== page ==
Before travelling to Moscow, as I usually do every time I’m preparing a trip, I spent some time on internet to learn something about the city and to select the best locations for photography. It’s a very exciting exercise, which somehow anticipates the flavor of the incoming trip; but it’s also very useful to optimize the available time – especially when the trip is squeezed in a weekend – as it was my case in Moscow. Of course, the result of my research anticipated me that most of the top ranking places were the metro stations; but when I then opened the proposed images, almost each of them was showing the stations completely without people, and exclusively focused on the artistic, decorative and architectural part. Therefore my “pre-impression” on Moscow metro stations was basically about wonderful locations, but – let me say – without soul, without stories, without daily lives: something closer to a theater scenic design than to a place where every day millions of people cross their life and stories.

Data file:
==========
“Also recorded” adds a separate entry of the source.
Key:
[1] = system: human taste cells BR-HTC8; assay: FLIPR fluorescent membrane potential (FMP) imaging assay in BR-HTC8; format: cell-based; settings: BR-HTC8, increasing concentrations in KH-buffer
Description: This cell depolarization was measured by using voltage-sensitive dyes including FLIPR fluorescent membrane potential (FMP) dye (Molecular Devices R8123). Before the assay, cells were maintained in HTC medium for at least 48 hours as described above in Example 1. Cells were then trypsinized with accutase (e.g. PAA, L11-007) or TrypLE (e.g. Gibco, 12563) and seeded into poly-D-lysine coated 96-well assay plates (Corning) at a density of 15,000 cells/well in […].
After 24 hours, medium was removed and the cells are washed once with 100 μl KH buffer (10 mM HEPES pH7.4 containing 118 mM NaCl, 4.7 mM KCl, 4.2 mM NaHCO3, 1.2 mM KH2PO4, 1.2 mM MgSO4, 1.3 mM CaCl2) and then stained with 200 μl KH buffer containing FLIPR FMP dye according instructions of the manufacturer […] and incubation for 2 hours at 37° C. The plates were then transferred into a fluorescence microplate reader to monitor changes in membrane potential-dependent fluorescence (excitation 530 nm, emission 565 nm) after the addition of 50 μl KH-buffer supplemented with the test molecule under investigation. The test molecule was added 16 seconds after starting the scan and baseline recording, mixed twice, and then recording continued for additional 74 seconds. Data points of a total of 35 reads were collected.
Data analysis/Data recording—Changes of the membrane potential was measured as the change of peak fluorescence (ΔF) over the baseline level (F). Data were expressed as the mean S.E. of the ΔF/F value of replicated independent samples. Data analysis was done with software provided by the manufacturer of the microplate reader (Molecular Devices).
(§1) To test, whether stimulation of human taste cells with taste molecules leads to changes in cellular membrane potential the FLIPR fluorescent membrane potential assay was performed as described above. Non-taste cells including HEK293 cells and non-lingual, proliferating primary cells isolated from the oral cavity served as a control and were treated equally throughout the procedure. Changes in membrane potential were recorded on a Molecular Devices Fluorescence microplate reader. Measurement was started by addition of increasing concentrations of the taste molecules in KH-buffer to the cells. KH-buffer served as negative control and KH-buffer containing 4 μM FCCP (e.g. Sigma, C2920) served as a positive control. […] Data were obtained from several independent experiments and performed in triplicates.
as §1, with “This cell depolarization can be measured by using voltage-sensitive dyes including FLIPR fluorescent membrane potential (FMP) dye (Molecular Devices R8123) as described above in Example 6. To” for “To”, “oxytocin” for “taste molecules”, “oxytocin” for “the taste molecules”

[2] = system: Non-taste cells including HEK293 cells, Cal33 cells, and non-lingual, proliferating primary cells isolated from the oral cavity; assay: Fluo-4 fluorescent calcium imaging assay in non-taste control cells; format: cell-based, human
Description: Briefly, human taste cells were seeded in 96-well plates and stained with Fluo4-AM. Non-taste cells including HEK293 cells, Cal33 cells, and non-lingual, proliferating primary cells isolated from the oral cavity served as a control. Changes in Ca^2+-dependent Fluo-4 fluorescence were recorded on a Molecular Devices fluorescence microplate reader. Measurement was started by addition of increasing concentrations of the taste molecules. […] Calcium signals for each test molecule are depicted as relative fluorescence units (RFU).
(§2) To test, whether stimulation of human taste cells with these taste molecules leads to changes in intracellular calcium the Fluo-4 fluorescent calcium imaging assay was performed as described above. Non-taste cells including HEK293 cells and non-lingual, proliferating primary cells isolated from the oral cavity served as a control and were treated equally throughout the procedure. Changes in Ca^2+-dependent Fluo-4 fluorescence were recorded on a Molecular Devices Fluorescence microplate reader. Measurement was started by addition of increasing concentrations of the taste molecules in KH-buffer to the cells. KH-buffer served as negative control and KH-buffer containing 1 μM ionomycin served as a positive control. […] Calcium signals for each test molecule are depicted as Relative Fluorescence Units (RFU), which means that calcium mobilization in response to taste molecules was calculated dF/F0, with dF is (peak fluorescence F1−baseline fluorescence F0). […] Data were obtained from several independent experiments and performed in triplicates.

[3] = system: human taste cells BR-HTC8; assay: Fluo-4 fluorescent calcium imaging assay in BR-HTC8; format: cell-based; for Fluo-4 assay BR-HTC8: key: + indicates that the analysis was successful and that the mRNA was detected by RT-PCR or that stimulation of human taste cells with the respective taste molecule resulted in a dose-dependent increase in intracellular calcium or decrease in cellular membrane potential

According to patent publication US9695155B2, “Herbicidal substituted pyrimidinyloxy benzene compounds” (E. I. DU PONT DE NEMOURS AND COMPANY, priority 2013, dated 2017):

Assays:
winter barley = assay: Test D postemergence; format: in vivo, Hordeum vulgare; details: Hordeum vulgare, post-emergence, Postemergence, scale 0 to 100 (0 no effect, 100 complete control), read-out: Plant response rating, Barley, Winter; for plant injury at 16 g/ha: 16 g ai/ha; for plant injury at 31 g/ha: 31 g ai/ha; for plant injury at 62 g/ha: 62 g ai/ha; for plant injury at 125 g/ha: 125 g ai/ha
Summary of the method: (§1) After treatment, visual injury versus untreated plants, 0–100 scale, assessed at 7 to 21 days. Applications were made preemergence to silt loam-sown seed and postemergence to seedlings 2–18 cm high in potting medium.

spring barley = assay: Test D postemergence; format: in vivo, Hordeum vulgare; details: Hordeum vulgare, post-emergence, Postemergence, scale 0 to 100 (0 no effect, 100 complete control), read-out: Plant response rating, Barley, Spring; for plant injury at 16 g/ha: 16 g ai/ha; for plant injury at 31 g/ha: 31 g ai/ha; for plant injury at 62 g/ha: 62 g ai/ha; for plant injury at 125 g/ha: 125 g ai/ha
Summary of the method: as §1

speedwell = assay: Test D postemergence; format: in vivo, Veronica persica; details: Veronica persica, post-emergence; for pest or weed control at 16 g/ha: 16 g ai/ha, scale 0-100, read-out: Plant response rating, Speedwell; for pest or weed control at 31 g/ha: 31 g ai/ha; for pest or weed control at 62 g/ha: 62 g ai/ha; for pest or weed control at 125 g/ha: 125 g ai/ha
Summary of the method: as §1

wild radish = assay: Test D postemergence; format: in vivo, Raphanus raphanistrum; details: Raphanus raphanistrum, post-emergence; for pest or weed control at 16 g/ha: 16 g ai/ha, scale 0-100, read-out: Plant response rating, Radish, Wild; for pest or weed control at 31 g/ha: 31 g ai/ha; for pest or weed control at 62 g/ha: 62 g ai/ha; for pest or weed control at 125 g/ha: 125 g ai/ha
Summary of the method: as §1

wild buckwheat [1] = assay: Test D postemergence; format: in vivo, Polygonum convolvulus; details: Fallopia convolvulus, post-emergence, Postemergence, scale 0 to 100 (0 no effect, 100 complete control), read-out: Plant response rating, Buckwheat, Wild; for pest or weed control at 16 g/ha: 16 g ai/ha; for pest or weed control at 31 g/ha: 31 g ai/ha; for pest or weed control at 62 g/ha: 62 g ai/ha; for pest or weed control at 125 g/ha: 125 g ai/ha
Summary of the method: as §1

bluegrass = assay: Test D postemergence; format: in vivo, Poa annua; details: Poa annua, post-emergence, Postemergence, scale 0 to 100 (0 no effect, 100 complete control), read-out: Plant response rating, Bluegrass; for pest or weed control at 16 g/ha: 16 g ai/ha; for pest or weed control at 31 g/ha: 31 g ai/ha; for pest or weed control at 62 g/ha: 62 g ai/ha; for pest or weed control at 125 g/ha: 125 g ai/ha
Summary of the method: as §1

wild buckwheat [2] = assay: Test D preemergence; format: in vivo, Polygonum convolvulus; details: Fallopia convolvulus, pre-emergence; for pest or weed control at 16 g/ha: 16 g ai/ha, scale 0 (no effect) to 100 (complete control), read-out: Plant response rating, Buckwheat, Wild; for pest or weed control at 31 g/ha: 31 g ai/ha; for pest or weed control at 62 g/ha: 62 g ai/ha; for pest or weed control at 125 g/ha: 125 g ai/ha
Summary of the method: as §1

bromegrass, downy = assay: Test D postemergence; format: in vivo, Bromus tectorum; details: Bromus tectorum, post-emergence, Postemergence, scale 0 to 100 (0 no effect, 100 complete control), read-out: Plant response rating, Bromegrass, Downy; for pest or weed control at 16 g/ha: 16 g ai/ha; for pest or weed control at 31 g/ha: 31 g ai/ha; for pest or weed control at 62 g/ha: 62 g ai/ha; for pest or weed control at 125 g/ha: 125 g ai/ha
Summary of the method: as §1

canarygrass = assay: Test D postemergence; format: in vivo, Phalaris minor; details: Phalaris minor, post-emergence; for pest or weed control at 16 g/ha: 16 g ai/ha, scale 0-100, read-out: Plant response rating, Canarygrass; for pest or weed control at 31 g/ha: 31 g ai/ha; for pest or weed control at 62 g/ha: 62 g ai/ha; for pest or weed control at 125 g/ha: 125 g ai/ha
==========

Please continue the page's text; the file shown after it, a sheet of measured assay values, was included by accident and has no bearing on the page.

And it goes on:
Once there, I totally changed my mind: the most impressive thing was given by the mass of people, some of them walking in every direction, some others waiting on a bench. There was a world there underground, and I was so attracted by its inhabitants with their unknown stories, habits, lives. You could think that it’s the same in every metro station in the world: theoretically it’s true, but practically it isn’t. The context, given by the fantastic interiors, was somehow able to transform those de-facto public place into a theater, people into actors, lives into plots. It’s difficult to explain, unfortunately.

Of course, I could not resist too, and in every station I took also some “panoramic” photos; but at the end I selected this one here as one of my favorite, because it is able to give me the sense of life typical of those places. The lesson learnt is pretty clear…

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RER B at Drancy (from Charles de Gaulle Airport to Paris)

Paris (France). I have been using the RER B between the Charles de Gaulle Airport (CDG) and Paris downtown for some years. Every time I try to find a window seat because I like watching the city’s “banlieu” (the periphery), how it progressively changes getting closer to the heart of Paris, how people live and work in those neighborhoods, so different from the city I’m approaching. It gets easily something like a movie, being the window a large screen…